Gilbert White and Local Knowledge: Arts of Attention

Applications are invited for an Open-Oxford-Cambridge AHRC DTP-funded Collaborative Doctoral Award at the University of Oxford, in partnership with Gilbert White’s House and Gardens.

Available from October 2023, this fully-funded studentship includes: payment of university fees throughout the funded period; a tax-free maintenance grant for your living costs at the UK Research and Innovation (UKRI) minimum rate (£17,668 for 2022/23); an additional AHRC stipend of £550 per annum to support costs incurred by working with the partner organisation. A further £1000 is available to support costs associated with travelling to the partner organisation. Further details about the benefits of an Open-Oxford-Cambridge AHRC DTP award are available on the DTP’s studentships page.

Closing date: Friday 6 January 2023 (12:00 midday UK time)

Project overview

Gilbert White’s The Natural History and Antiquities of Selbourne, in the County of Southampton (1789) is a monument of natural history, nature writing, and ecology. White, a clergyman and Fellow of Oriel College, Oxford, composed his history in letters detailing observation of the animals and birds in the immediate environment of his parish, emerging from longer habits of diary-keeping and observation. As White himself wrote, advocating local attention: ‘the more confined your sphere of observation … the more perfect will be your remarks’. The Natural History reoriented contemporaries’ attention from generalisation and theory in natural knowledge to anecdote and detail, spawning imitators throughout the nineteenth century. It continues to encourage reflection on the relationship of local ecologies to the global environment, and the role of ordinary, non-specialist observation in knowledge-making and well-being.

This project represents a unique opportunity to explore these fields, and work at the intersection of the history and contemporary practices of nature writing and observation; attention studies; and public engagement and outreach. The successful candidate will place White’s work in the longer history of natural historical observation and its significance for the burgeoning field of attention studies. Using the manuscript of White’s Natural History, held at Gilbert White’s House and Gardens, and other archival material in Oxford, Gilbert White’s House, and London collections, the student will investigate White’s observational practices, and their significance in the history of ecology and natural history. The project will also engage with the implications of White’s example for contemporary ecology, citizen science, and the renewed interest in local natural observation after the experience of pandemic lockdowns. In elaborating the arts of attention practiced by White, this project will investigate the historical and methodological contexts of White’s attentiveness, and its contemporary implications. The precise emphasis of the doctoral project (whether focused primarily on historical work, White’s influence, or his resonance for contemporary nature writing and ecology) will evolve in discussion between the supervisors and the successful candidate.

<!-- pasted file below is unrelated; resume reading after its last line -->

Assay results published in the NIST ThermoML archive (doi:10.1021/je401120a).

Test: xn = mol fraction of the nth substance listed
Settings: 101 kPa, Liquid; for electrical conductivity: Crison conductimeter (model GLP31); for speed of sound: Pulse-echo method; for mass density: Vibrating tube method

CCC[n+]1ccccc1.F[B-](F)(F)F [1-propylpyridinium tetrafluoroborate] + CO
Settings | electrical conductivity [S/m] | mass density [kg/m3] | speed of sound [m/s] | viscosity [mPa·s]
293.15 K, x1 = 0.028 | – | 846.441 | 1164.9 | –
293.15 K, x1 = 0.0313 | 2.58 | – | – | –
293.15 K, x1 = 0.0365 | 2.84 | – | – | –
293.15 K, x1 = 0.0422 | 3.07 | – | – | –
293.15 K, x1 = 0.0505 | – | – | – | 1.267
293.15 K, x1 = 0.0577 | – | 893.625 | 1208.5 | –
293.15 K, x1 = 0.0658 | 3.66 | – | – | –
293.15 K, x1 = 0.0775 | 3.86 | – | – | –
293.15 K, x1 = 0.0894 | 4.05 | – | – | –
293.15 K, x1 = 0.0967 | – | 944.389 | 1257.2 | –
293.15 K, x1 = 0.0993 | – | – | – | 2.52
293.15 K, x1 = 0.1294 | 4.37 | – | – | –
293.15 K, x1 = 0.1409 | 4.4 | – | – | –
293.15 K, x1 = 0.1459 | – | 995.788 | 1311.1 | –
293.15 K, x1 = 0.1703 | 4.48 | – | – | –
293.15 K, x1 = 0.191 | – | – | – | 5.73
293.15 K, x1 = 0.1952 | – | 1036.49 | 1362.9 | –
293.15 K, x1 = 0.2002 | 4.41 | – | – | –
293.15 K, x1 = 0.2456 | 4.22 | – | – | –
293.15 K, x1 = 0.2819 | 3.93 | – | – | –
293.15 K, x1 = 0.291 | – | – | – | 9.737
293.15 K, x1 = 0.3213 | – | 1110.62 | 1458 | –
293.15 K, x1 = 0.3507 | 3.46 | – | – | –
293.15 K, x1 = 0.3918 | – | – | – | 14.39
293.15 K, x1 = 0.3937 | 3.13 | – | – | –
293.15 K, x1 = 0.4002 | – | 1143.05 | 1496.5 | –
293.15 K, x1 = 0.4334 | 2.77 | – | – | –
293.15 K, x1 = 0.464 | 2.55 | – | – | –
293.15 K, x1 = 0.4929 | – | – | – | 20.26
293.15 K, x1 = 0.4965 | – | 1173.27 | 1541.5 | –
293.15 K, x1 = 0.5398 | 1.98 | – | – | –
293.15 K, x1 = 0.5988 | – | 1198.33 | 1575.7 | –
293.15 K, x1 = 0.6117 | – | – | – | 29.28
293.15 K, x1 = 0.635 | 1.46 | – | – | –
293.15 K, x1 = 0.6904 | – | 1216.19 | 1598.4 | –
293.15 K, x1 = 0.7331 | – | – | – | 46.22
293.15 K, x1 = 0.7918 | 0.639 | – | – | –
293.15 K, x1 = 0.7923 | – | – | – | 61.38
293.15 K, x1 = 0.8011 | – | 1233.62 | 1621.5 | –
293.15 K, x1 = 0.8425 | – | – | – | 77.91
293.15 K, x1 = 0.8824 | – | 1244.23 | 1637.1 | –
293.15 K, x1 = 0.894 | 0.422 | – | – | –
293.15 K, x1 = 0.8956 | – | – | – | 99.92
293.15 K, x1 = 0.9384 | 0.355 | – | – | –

The successful candidate will also collaborate with Gilbert White’s House and Gardens on a public engagement project which will draw out the implications of the research, and the contemporary relevance of White’s work. The scope and focus of this project will be decided with the successful candidate. There will also be an opportunity to participate in ongoing Oxford projects related to natural history, attention studies, and citizen science. There may be an opportunity for a 3-month secondment, in addition to the duration of the research project, to one of these projects. The studentship will provide training and experience in academic research, alongside the development of a range of valuable professional skills, including archival work; curation; and public engagement.


The project will be supervised in Oxford by Dr Kathryn Murphy, who works on the history of natural history and attention studies, and Professor Fiona Stafford, an expert in eighteenth- and nineteenth-century nature writing, and herself a nature writer. At Gilbert White’s House and Gardens, the student’s supervisor will be Kimberley James, the Collections and Marketing Manager, whose experience in collections management and public engagement will support the student’s work with the archive, and House and Gardens.

How to apply

We invite applications from candidates from all backgrounds and ethnicities. Applicants will ideally have, or be studying for, a Masters in Literature, History, Art History, or another discipline related to the project, and/or prior experience of public engagement projects or archival research. Applicants should meet the eligibility criteria for Open-Oxford-Cambridge AHRC studentships.

For an informal discussion about the opportunity and how you might frame your approach to the CDA project, please contact Dr Kathryn Murphy (on in the first instance.

You should apply to the DPhil in English by Friday 6 January 2023 (midday, UK time), indicate your interest in being considered for an Open-Oxford-Cambridge AHRC DTP studentship and submit a completed copy of the OOC DTP Application Form at the same time.

Further details on how to apply through Oxford can be found on our How to Apply page. Please include a reference to the advertised CDA title in your application form; you do not need to include a reference number.